Interpretation: This shows that the benefits of the immunity of vaccinations in preventing infection and spread of diseases are far much greater than the serious risks of natural immunity.
Section Four: Argument to support Motion.
Argument Line: Vaccination promotes immigration safety.
Claim: Travelers are prevented from diseases that they might be exposed to when they travel.
Evidence: With the global air travel increasing, there is an equal rise in the risk of exposure to infectious diseases abroad. Other travelers transmit and disseminate disease like in the case of polio and the dispersal of meningococcal strains by the returning pilgrims from Saudi Arabia. In the case of the Muslim Hajj, local authorities require vaccination from this disease and other forms of vaccinations like influenza and hepatitis B, for pilgrims.
Citation: Hoveyda’s journal, ‘More Travel Advice and fewer Vaccinations are Needed’ states that the most common vaccine-preventable diseases among travelers are influenza and hepatitis A. others considered are rabies, hepatitis B, typhoid, cholera, yellow fever, Japanese encephalitis, and measles. Most vaccines are given with flexible accelerated schedules to ensure early protection. Therefore, the traveler is always protected while traveling at his or her own convenience.
Interpretation: This is to mean that vaccines will always promote safe travel and mobility without the fear or risk of infection.
Evidence: One can never travel anywhere without the vaccination since there is increased rate of either being infected or causing infections to those in the places, they travel.
Citation: Crum and Jacobs in their journal, New Immigration Requirements for Students in U.S. who are not U.S. citizens, explain the constitution, which states that under the immigration laws of the United States, any foreign national who applies for an immigrant visa abroad, or seeks to adjust status to a permanent resident while in the United States, is required to receive vaccinations to prevent the following diseases such as mumps, measles, rubella, polio, tetanus and diphtheria toxoids, perussis, Haemophilus influenza type B, hepatitis B or any other vaccine-preventable diseases recommended by the Advisory Committee for Immunization Practices.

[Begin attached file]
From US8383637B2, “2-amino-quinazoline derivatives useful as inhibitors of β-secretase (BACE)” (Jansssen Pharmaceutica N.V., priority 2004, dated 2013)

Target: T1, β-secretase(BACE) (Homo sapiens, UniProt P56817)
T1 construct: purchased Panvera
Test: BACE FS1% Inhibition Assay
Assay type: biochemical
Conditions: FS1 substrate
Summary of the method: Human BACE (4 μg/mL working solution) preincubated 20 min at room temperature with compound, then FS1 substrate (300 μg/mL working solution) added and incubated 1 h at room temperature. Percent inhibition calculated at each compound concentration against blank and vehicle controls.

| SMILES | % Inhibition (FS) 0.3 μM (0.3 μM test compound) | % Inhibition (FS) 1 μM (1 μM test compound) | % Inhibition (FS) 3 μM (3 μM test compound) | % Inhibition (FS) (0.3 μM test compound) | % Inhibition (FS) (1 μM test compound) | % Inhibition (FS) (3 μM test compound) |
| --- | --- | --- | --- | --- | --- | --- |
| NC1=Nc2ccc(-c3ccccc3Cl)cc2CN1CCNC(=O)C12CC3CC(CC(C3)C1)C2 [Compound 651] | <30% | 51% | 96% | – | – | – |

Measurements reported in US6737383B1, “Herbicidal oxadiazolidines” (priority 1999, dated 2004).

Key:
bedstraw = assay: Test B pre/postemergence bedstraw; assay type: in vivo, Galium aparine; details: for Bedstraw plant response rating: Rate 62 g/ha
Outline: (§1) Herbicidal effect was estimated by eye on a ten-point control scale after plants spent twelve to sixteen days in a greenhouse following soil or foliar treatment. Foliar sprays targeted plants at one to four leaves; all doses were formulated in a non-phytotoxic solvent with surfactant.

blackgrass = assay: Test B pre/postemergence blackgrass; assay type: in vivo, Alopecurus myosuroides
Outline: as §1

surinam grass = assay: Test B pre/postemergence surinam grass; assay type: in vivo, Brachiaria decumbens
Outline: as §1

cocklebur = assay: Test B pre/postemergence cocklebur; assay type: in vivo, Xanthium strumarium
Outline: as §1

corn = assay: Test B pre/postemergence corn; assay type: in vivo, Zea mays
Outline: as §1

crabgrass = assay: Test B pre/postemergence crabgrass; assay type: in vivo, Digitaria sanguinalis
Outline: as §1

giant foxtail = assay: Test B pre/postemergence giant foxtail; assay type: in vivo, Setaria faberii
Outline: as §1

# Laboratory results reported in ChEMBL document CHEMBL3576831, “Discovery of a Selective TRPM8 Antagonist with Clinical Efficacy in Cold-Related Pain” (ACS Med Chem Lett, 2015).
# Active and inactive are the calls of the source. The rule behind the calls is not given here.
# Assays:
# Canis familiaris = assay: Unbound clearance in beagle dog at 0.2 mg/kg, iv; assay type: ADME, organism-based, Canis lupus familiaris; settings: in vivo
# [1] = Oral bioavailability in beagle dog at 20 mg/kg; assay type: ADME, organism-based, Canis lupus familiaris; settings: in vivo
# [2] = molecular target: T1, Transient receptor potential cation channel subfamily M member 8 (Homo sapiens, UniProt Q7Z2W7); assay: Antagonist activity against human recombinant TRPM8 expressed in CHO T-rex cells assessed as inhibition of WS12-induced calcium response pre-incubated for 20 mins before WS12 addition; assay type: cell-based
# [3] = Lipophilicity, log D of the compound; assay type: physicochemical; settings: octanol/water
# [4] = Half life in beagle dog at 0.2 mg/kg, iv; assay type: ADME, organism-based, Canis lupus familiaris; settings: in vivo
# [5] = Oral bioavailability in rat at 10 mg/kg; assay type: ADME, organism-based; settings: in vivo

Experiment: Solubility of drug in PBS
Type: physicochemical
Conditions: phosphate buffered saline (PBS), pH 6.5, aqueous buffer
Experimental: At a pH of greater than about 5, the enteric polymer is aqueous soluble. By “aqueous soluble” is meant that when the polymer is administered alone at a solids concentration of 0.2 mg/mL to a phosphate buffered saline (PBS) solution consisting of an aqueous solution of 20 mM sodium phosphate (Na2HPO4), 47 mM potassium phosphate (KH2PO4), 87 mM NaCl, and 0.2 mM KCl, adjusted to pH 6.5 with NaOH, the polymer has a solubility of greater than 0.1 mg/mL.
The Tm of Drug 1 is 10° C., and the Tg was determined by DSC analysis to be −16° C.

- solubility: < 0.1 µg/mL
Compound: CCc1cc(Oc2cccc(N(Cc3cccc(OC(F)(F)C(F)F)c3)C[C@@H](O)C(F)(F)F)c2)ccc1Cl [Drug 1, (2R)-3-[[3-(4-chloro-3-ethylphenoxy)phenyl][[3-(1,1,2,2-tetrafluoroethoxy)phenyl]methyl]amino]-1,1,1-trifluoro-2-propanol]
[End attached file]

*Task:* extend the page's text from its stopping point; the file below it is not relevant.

Interpretation: This means that there will always be a need to visit a doctor before traveling just to make sure travelers are not in the risk of infection.
Section Five: Concluding Statement
1) In my speech, I have refuted my opponent’s statement. I have also extended my teammate’s argument that vaccinations prevent the spread of diseases. I have also brought forth the idea of immigration safety and it being a requirement by the government where everyone needs to obey the state requirements.
2) I finally want to say that vaccination saves lives and prevents pandemics. People should always consider their well-being as they travel and understand the risks of not being vaccinated.
3) You my audience, should vote for us and assist in promoting the vaccination of individuals and children as the best way to prevent the spread of diseases.
Section six: References
Collier, J. (2004). Vaccines. New York: Benchmark Books.
Crum, E., & Jacobs, J. (2003). New Immigration Requirements for Students in U.S. Who are not U.S. Citizens. Eos, Transactions American Geophysical Union, 84(6), 50. Doi:10.1029/2003eo060004
Hoveyda, N. (2003). More travel advice and fewer vaccinations are needed. BMJ, 326(7379), 52a-52. doi:10.1136/bmj.326.7379.52/a
Merino, N. (2010). Should vaccinations be mandatory? Detroit: Green haven Press. Read More